Creative organizing and strategic mischief
This colorful and funny session featured artist Ricardo Levins Morales and SEIU Local 26 organizer Dan Mendez-Moore, sharing stories and brainstorming for outside-the-box ways to bring energy and unity to union campaigns. When organizers have supported workers to develop their own frames and images for their campaigns, folks have been able to stand against attacks from their bosses in powerful ways. We heard about a hospital campaign where nurses took an employer’s comment about bunnies and ran with it, putting bunnies all over the workplace throughout their contract campaign and driving the employer up the wall. In another case, when it was clear that a manager was trying to scare workers by writing them up, those workers turned the situation around by developing a prize system when folks got written up – you could work your way up from a lapel pin, to a hat, a union jacket, or even a turkey with enough write-ups! The manager saw that when people laughed, they weren’t as afraid as he hoped, and stopped the write-ups. The stories of successful campaigns were a great reminder of how important it is to involve everyone doing the work in union campaigns and to dare to have fun in actions that make the issues accessible to everyone. Levins Morales took inspiration from musician Joe Hill, who wrote, “A pamphlet, no matter how good, is never read more than once, but a song is learned by heart and repeated over and over.”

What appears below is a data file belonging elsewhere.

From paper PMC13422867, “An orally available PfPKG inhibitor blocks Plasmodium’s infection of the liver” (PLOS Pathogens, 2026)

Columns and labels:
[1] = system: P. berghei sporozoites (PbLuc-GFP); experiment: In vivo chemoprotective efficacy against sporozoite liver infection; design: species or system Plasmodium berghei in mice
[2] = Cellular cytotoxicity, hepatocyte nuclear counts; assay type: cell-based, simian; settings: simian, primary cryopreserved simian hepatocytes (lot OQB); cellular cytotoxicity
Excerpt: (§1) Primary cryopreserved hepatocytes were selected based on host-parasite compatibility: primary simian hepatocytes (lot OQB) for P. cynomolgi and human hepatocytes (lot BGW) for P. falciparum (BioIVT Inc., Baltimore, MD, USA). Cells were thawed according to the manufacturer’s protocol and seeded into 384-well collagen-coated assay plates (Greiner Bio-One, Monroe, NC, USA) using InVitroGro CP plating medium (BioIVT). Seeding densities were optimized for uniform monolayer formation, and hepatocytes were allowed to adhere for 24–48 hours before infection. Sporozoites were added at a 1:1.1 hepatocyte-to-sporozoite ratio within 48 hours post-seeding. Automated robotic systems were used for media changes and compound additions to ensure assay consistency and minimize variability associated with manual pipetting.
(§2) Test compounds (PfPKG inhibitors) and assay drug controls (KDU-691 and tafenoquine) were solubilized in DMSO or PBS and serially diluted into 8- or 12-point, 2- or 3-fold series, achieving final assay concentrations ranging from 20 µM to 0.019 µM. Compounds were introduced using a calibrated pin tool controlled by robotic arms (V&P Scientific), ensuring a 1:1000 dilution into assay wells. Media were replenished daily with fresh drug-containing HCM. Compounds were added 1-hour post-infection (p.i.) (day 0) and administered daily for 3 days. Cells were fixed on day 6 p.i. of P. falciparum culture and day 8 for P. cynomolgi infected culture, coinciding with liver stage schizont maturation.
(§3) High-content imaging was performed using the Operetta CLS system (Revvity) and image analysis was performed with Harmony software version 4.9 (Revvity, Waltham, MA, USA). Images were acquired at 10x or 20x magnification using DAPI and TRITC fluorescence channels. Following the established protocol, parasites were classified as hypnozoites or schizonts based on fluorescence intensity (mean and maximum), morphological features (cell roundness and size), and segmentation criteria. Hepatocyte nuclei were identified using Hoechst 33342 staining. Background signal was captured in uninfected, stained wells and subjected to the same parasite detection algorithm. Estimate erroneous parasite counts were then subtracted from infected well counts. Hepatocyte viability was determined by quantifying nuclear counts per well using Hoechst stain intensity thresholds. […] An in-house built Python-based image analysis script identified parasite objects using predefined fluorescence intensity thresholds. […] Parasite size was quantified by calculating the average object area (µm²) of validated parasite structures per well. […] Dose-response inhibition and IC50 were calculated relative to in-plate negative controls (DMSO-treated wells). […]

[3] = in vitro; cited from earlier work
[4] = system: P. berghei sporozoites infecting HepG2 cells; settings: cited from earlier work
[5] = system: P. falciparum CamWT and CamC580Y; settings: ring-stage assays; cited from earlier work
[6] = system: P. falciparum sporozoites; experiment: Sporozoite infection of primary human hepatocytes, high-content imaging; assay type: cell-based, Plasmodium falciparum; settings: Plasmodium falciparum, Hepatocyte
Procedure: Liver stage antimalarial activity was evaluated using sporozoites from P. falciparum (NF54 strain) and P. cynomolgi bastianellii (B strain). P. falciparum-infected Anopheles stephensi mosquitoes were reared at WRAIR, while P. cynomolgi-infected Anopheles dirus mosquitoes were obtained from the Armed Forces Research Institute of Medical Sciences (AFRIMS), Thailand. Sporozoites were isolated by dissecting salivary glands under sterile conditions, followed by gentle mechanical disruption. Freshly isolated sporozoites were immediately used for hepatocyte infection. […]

– Lily Paulina
Attending the Labor Notes Conference provided confirmation that the struggle to ensure respectful treatment, wages and working conditions for all people is not faltering. The many seasoned veterans of the labor movement were in attendance as expected, but the real takeaway of the conference was the display of awe-inspiring energy, intelligence and determination from the newest generation of young organizers. They were pumped up about their mission and confident that the best days for labor are ahead. We are in good hands.